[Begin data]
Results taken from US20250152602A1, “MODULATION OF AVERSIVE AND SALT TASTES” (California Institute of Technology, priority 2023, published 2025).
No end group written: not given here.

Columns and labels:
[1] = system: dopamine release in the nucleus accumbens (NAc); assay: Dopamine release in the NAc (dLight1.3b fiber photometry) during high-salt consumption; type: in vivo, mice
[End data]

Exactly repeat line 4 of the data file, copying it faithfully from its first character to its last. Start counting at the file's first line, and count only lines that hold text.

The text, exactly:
[1] = system: dopamine release in the nucleus accumbens (NAc); assay: Dopamine release in the NAc (dLight1.3b fiber photometry) during high-salt consumption; type: in vivo, mice